Hajjaj has also absorbed the idea of studio portraiture as a malleable vehicle for identity definition. Back in the 1960s, everyday sitters held up record covers, posed with telephones, and wore funky sunglasses in an attempt to be hip and modern. In Hajjaj’s case, most of his subjects are already plenty self-confident, but he encourages their swaggers, struts, and showing off, celebrating the process of stepping out and being seen. Most of Hajjaj’s sitters wear hand-crafted clothes that the artist has designed, his suits, hats, and shoes repurposing local textiles into dapper costumes that echo the patterned surroundings of the shoot. In many cases, Hajjaj deliberately mixes high fashion and low culture, exaggerating the intermingling of the streets and the runway in ways that feel fresh and open.
This deliberate juxtaposition also comes though in Hajjaj’s innovative use of everyday objects as a framing device. Each portrait is housed in a custom frame with slots that have been filled with tea tins, canned vegetables (like tomatoes, olives, and peppers), plastic vegetable forms, and even multi-colored toy blocks with Arabic lettering. These items strongly connect back to the local life (creating a deeper cultural context), while also providing bold lettering and color options for Hajjaj to play with. The connection to Pop Art is obvious, but again, Hajjaj’s art historical awareness feels natural and unassuming, and his reuse of these motifs in resonant new ways is inspired and original.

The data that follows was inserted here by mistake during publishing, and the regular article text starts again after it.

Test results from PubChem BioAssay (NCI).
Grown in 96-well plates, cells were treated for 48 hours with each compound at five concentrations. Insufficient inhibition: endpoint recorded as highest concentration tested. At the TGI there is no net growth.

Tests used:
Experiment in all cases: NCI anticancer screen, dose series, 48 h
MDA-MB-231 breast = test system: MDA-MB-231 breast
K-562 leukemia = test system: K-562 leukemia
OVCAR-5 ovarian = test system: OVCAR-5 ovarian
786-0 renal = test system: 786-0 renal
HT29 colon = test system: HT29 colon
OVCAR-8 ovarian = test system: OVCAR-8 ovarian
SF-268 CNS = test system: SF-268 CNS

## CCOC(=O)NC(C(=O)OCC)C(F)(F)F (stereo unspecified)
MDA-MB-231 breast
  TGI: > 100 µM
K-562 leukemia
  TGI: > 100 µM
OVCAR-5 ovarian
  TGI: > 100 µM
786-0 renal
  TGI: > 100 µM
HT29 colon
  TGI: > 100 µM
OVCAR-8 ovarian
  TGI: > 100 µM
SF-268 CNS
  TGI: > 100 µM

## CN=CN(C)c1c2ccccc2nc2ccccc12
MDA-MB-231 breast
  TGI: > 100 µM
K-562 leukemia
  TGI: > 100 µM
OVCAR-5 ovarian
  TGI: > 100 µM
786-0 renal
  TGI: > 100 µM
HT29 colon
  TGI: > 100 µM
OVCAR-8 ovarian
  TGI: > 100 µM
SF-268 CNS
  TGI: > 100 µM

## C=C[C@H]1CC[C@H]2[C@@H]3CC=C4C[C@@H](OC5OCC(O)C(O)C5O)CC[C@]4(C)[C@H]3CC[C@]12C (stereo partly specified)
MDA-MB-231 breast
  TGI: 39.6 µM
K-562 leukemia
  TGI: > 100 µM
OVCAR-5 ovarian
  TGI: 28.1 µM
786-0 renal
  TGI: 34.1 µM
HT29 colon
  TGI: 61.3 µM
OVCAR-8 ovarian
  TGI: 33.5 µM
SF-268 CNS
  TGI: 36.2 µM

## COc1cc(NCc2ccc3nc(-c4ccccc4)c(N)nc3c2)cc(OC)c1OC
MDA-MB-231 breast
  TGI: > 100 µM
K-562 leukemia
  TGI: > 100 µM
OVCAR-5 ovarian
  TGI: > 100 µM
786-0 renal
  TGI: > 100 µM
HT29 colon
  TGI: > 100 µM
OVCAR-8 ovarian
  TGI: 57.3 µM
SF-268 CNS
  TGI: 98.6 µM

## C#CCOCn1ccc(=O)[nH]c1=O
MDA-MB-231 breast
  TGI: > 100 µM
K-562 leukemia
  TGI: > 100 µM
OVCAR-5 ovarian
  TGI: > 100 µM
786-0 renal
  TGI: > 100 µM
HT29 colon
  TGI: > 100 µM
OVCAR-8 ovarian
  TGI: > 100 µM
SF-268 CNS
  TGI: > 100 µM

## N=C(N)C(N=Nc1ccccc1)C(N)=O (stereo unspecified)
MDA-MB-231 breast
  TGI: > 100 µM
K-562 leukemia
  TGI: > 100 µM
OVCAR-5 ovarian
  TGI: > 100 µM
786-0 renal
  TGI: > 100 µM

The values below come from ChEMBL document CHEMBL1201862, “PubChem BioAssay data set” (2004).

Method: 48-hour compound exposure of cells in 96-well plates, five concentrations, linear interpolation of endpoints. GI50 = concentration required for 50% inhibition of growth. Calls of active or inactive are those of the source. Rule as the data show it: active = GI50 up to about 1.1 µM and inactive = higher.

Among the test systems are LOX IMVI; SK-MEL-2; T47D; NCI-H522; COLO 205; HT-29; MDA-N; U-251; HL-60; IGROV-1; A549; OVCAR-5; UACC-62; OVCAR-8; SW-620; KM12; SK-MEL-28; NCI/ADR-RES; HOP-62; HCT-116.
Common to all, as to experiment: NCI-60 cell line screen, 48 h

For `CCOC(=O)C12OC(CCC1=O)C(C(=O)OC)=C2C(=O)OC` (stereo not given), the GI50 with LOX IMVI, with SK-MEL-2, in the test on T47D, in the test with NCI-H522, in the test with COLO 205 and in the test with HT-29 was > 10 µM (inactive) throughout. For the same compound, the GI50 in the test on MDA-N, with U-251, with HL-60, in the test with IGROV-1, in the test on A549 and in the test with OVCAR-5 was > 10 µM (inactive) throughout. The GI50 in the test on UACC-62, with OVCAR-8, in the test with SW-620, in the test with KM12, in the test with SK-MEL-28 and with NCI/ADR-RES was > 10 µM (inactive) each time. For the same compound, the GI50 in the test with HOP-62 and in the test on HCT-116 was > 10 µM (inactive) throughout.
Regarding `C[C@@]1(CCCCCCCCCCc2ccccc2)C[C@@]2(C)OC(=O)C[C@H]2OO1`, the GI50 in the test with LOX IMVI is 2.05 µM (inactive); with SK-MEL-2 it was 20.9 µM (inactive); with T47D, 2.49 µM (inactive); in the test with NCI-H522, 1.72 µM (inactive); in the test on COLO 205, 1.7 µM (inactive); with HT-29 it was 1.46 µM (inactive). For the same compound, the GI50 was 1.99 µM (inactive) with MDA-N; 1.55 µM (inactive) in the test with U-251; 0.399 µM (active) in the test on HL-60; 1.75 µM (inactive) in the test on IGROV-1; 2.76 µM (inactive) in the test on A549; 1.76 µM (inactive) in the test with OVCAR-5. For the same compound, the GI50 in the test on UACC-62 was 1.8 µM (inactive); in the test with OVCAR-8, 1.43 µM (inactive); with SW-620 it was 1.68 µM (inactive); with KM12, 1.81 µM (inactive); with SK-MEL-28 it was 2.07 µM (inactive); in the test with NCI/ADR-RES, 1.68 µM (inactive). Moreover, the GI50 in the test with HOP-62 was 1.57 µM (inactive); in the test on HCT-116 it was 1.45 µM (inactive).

The global hybridity of Hajjaj’s works is what makes them so contemporary – he’s freely reshuffling influences and cultural signifiers, and showing us a world where individuals happily draw from all kinds of sources to define who they are. The resulting dynamism isn’t just a result of an acrobatic hand stand, an energetic inverted kick, or a sultry hip thrust – it comes from Hajjaj’s ability to make his sitters feel comfortable with their bold and beautiful authenticity.
By redirecting the staginess of fashion photography into amplifying personalities, the pictures feel sharp, but also quietly supportive and affirmative. These photographs are filled with playful contradictions and over-the-top dissonance, to be sure. But their positive spirit is more than just surface excitement and colorful decoration – Hajjaj is expanding the edges of how a 21st century photographic portrait can succeed, looking for unexpected ways to bring together layers of complex individuality that don’t normally fall neatly into line.
Collector’s POV: The works in this show are priced between $19000 and $30000, based on size. Hajjaj’s work has little secondary market history at this point, so gallery retail likely remains the best option for those collectors interested in following up.